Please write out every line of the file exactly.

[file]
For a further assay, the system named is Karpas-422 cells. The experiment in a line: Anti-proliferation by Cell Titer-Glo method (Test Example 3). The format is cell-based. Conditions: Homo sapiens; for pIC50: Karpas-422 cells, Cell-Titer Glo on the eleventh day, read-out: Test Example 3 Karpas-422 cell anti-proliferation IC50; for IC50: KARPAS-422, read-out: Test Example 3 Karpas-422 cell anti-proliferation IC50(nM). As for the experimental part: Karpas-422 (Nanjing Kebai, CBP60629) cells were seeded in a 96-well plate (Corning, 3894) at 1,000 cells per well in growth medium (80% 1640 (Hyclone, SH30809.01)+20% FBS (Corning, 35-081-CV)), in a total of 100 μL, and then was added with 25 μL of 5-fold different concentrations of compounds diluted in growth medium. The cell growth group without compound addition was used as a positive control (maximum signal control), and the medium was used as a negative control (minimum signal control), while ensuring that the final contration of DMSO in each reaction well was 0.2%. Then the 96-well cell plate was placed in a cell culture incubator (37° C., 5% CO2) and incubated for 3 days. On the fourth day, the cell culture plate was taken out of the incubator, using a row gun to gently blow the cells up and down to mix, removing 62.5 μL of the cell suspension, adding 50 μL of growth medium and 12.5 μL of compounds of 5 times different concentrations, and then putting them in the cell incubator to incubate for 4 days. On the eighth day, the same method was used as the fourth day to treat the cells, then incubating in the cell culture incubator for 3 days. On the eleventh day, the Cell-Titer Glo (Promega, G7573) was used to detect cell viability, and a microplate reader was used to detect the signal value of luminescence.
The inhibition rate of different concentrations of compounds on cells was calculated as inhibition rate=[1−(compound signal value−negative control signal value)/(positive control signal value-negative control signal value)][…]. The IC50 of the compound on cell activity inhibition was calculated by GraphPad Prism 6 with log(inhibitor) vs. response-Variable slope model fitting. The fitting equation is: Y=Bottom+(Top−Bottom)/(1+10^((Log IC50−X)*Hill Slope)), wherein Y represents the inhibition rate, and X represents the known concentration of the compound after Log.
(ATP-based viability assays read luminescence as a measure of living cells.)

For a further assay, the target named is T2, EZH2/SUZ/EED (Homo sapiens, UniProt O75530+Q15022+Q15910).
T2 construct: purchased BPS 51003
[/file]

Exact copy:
For a further assay, the system named is Karpas-422 cells. The experiment in a line: Anti-proliferation by Cell Titer-Glo method (Test Example 3). The format is cell-based. Conditions: Homo sapiens; for pIC50: Karpas-422 cells, Cell-Titer Glo on the eleventh day, read-out: Test Example 3 Karpas-422 cell anti-proliferation IC50; for IC50: KARPAS-422, read-out: Test Example 3 Karpas-422 cell anti-proliferation IC50(nM). As for the experimental part: Karpas-422 (Nanjing Kebai, CBP60629) cells were seeded in a 96-well plate (Corning, 3894) at 1,000 cells per well in growth medium (80% 1640 (Hyclone, SH30809.01)+20% FBS (Corning, 35-081-CV)), in a total of 100 μL, and then was added with 25 μL of 5-fold different concentrations of compounds diluted in growth medium. The cell growth group without compound addition was used as a positive control (maximum signal control), and the medium was used as a negative control (minimum signal control), while ensuring that the final contration of DMSO in each reaction well was 0.2%. Then the 96-well cell plate was placed in a cell culture incubator (37° C., 5% CO2) and incubated for 3 days. On the fourth day, the cell culture plate was taken out of the incubator, using a row gun to gently blow the cells up and down to mix, removing 62.5 μL of the cell suspension, adding 50 μL of growth medium and 12.5 μL of compounds of 5 times different concentrations, and then putting them in the cell incubator to incubate for 4 days. On the eighth day, the same method was used as the fourth day to treat the cells, then incubating in the cell culture incubator for 3 days. On the eleventh day, the Cell-Titer Glo (Promega, G7573) was used to detect cell viability, and a microplate reader was used to detect the signal value of luminescence.
The inhibition rate of different concentrations of compounds on cells was calculated as inhibition rate=[1−(compound signal value−negative control signal value)/(positive control signal value-negative control signal value)][…]. The IC50 of the compound on cell activity inhibition was calculated by GraphPad Prism 6 with log(inhibitor) vs. response-Variable slope model fitting. The fitting equation is: Y=Bottom+(Top−Bottom)/(1+10^((Log IC50−X)*Hill Slope)), wherein Y represents the inhibition rate, and X represents the known concentration of the compound after Log.
(ATP-based viability assays read luminescence as a measure of living cells.)

For a further assay, the target named is T2, EZH2/SUZ/EED (Homo sapiens, UniProt O75530+Q15022+Q15910).
T2 construct: purchased BPS 51003